By: Abby Kearns, for Cloud Foundry Foundation
IT development in the federal government has earned its reputation for being a painfully slow process but Cloud.gov, the government’s cloud application platform, is helping to change that by standardizing the application lifecycle and helping to document it every step of the way.
The need to document the entire stack of an IT solution in the federal government can run up to 1,000 pages, and that process requires in depth knowledge of thousands of pages of regulations, laws and risk management policies.
Typically, federal agencies have compliance experts who must review this documentation and grant approval or request changes. This can take six to 14 months to get authority to operate (ATO), and then you still need to deploy the application.
The result is that development teams spend the majority of their time navigating compliance to get ATO, and minimal time actually developing software and services.
These delays are a drag on morale and momentum, and also can make it very difficult to recruit and retain developer talent that has the option of working in the private sector with much faster iterative and deployment cycles.
GSA’s 18F digital consultancy developed Cloud.gov when it realized most agencies were facing the same set of challenges in meeting a host of mandates to modernize and streamline IT, in particular through the use of cloud solutions.
18F opted for an open source solution due to difficulties among vendors when working with the federal government, explained 18F’s Bret Mogilefsky at a recent conference for Cloud Foundry, the open source platform on which Cloud.gov is based.
The core of cloud.gov is a Platform as a Service built specifically for government work. The customer team is responsible for their own product’s code, and the cloud.gov platform handles the security and maintenance of everything underneath. It’s built to keep applications online even with large numbers of users and sharp increases in usage.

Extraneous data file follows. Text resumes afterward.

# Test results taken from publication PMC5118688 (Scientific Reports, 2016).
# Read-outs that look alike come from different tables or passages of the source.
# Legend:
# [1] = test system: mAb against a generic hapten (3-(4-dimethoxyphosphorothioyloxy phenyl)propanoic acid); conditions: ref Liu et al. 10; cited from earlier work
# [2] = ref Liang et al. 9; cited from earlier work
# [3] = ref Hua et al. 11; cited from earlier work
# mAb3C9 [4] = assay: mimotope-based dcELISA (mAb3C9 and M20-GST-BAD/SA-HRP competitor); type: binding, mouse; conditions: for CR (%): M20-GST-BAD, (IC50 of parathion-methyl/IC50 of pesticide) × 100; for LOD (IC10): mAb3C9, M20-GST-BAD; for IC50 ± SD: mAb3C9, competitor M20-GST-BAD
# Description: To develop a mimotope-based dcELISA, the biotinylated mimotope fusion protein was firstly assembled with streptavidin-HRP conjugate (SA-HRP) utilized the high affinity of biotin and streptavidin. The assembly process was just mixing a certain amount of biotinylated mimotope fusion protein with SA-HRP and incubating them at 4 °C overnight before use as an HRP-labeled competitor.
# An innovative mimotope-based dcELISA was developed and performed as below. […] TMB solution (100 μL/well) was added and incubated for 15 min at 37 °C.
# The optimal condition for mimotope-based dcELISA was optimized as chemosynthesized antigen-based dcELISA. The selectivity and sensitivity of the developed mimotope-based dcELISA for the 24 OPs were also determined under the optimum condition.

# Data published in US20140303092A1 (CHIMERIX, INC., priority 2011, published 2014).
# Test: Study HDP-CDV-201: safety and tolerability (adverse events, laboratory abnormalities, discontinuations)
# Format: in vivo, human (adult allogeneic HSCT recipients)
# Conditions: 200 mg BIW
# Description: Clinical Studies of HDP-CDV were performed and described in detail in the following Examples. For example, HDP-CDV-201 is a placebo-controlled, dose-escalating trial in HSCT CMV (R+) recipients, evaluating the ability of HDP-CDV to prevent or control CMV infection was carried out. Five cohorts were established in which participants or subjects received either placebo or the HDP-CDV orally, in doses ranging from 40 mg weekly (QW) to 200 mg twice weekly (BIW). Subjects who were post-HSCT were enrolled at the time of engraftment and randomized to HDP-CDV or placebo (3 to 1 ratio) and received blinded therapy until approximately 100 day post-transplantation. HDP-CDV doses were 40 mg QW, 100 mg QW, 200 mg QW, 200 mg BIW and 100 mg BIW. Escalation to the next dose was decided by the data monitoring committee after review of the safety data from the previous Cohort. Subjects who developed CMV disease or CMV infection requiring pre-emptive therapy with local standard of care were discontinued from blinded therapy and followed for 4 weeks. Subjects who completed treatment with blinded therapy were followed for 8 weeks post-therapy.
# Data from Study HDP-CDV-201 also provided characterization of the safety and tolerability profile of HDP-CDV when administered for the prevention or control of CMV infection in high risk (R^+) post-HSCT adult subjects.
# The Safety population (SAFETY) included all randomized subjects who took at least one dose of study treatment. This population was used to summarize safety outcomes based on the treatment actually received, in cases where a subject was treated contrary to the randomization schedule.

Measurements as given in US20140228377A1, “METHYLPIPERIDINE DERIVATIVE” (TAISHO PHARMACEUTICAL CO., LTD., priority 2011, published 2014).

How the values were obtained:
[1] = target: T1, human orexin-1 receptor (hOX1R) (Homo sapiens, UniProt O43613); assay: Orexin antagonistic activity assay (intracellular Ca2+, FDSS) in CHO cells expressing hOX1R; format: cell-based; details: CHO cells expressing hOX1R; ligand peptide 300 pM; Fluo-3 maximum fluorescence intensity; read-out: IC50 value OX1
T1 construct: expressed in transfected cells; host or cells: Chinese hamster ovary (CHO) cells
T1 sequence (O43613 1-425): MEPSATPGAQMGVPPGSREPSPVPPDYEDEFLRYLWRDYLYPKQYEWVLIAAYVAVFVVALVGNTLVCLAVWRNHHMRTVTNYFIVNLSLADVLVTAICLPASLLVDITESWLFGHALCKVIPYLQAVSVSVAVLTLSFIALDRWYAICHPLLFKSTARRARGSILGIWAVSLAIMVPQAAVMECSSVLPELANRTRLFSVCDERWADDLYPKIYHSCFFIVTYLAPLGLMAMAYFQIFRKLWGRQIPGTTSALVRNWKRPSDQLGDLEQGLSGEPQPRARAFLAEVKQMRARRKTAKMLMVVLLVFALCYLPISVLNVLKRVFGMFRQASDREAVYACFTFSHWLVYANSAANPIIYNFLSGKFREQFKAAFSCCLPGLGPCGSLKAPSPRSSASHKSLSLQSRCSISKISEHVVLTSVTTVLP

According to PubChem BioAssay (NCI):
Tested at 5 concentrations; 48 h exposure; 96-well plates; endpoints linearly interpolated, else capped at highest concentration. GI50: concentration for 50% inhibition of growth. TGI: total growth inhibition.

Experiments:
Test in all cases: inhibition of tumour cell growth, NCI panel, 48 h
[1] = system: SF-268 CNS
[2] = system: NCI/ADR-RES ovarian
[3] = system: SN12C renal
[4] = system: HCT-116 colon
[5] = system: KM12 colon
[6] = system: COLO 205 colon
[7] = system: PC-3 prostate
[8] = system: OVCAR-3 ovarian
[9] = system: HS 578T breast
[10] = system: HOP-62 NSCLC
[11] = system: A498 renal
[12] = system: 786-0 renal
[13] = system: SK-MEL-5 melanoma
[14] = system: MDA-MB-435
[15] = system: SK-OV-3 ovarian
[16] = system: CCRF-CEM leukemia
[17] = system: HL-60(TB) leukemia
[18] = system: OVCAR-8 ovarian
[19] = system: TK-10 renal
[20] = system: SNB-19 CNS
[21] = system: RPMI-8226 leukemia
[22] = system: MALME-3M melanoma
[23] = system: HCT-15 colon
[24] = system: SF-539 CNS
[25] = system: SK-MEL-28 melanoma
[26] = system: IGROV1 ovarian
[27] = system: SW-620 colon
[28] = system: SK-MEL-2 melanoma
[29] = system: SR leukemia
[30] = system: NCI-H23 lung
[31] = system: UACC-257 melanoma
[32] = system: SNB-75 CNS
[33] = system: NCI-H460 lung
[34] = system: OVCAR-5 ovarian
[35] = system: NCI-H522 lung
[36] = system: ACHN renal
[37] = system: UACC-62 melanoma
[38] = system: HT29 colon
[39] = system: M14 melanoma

Cloud.gov is a secure, fully compliant PaaS that helps federal agencies deliver services in a faster, more user-centric way. It also empowers development teams to focus on products that serve their agency’s mission, without needing to manage the underlying server infrastructure.
Further, Cloud.gov has “built-in compliance support to help create the documentation and continuing assurance necessary for federal services to comply with FISMA regulations and agency-specific ‘Authority to Operate’ (ATO) requirements,” states the cloud.gov website.
Compliance should be lightweight and incremental, not a time-consuming process that negatively impacts developers’ morale and innovation and prevents the government from retaining top talent.
“Developers should have high confidence when entering the compliance process,” Mogilefsky added. “Cloud.gov helps agencies imagine how things can be easier and lets us demonstrate how easily they can shift their culture to be more agile.”